As for Stefanini, he would split his sentence between Don Jail and the Guelph Reformatory. At the latter, he was nearly stabbed by a group of seasoned inmates who tried to steal his prison uniform. This terrifying experience would leave a lasting impression on Stefanini. It also made him even less fond of Zanini’s and Irvine’s aggressive tactics, which had pushed the 1961 strike longer than was necessary, in his estimation, and cost three months of his youth “for absolutely nothing.”[3] 

For more on the Brandon Union Group strikes’ see the second episode of our documentary.


IRISH, ITALIANS, AND TRANSITION OF POWER AT LOCAL 183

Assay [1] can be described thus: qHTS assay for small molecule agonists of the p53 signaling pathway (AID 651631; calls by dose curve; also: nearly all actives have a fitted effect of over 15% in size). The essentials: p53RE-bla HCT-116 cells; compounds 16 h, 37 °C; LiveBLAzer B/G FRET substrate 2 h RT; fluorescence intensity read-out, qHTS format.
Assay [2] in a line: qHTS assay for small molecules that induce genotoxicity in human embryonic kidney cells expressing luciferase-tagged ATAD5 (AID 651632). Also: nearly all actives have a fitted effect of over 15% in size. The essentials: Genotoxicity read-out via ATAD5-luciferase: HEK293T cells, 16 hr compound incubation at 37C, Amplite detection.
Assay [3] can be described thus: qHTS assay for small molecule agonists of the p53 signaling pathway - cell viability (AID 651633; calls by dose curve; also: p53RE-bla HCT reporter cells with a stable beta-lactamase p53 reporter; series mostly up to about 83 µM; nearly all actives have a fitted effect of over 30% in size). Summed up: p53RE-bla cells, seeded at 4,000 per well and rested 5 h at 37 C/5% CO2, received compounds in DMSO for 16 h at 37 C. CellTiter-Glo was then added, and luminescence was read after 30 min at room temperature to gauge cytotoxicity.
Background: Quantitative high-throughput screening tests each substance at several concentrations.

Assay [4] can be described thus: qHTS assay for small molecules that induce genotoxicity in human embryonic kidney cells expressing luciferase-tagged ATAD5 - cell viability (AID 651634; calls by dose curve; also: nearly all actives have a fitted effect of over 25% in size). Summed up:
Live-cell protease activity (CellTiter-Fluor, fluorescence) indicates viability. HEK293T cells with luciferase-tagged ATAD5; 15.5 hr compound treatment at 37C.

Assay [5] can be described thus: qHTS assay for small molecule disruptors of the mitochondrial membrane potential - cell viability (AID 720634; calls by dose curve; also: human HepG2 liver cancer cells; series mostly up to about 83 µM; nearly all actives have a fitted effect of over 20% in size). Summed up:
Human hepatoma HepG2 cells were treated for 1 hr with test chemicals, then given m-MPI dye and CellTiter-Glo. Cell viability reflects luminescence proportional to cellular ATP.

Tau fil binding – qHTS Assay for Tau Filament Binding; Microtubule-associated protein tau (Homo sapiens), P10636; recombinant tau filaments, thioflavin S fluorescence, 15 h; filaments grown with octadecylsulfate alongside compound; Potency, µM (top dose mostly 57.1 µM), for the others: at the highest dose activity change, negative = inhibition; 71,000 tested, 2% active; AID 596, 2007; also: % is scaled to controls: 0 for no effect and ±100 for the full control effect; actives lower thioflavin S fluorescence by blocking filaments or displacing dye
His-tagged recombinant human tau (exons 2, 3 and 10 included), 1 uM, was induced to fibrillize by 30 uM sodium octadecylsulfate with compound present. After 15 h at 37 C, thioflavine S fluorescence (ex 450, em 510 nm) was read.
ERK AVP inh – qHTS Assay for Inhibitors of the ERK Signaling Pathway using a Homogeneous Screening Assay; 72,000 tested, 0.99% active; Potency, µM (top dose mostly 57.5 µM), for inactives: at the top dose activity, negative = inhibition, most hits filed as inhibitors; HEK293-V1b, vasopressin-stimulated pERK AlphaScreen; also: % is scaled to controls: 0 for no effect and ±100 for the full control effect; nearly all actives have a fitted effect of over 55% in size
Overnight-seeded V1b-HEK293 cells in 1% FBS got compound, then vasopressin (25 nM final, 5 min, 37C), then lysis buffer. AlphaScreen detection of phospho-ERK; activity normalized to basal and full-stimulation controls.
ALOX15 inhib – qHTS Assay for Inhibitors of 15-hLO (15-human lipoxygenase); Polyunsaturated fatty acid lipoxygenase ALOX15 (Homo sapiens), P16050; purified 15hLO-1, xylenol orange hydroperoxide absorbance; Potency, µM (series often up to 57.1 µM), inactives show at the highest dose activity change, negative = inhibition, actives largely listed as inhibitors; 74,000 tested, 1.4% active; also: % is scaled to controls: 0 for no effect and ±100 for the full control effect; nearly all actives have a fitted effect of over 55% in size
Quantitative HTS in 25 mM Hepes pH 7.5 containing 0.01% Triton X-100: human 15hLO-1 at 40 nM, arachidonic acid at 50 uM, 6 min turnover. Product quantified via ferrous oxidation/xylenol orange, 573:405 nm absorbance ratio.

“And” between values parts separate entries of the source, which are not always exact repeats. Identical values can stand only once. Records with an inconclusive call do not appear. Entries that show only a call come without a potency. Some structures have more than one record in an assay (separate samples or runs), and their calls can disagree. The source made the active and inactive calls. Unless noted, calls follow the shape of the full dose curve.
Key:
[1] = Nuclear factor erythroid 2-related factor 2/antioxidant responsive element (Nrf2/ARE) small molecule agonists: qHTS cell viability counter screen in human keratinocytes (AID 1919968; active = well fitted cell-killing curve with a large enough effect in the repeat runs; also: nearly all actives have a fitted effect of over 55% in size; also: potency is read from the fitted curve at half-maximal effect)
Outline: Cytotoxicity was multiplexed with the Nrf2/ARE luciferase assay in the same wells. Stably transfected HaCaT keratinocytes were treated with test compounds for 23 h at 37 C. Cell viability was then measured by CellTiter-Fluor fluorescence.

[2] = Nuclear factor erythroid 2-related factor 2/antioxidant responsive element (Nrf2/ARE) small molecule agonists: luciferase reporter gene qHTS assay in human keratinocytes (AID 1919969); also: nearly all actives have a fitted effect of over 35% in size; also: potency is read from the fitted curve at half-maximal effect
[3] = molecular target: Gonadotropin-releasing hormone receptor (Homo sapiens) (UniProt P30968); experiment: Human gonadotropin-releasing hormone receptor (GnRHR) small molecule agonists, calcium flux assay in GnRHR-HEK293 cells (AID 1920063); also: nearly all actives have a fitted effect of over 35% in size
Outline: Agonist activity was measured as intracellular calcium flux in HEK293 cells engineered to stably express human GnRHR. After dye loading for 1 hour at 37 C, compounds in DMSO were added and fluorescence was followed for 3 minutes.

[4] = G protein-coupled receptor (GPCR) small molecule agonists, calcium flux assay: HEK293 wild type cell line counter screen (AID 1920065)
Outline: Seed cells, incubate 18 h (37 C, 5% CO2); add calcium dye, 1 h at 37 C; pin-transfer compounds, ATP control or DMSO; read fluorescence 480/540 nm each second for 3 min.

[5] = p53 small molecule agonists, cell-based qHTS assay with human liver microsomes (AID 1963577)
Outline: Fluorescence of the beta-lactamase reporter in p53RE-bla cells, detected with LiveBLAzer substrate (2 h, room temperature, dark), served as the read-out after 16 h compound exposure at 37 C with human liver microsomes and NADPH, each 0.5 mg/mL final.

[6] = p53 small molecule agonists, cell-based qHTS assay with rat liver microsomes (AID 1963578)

After his release from prison, Stefanini continued to work as an organizer for the Laborers’ Local 183, out of its office on Dundas Street West and Dufferin Street. Having earned considerable experience and unionist credentials in the 1960 and 1961 strikes, Stefanini now sought to learn more about the history of trade unionism in Canada. Much of his education came from Ed Boyer, a veteran of the Co-Operative Commonwealth Federation (the predecessor of the NDP), a carpenter, and a member of the Ontario Labour Relations Board. During his trips to Toronto, Boyer would stay at Stefanini’s house on Caledonia Road, during which the eager student learned about labour laws and management practices; particularly, the importance for a union to keep its legal integrity and internal affairs in order. He also learned from Gallagher, Michael Reilly, Norm Pike, and the other officers of Local 183, who had turned that union into a commanding force in Ontario politics in the 1960s. Gallagher’s relentless, outspoken, and widely-covered campaign for improving work safety standards in Ontario’s construction industry scored many victories, resulting in a series of robust pieces of legislations, new education programs, more government inspectors, and other accomplishments that reduced work accidents over time – for more see Gerry Gallagher’s and Norm Pike’s bios, along with the first episode of our documentaryStefanini’s influence within Local 183 grew in the mid-1960s, along with its membership, the majority of whom were now Italian immigrants. As Secretary Treasurer, he was the highest-ranking Italian-speaking officer in an executive that was still predominantly Irish. But this was not yet his heyday. Stefanini’s mind was still largely in the future. During this time he took labour relations courses at night, with the goal of studying trade unionism at Harvard University. He also delegated some of his administrative duties in order to focus on increasing the local’s membership, which by the end of the 1960s had grown to roughly 8,000.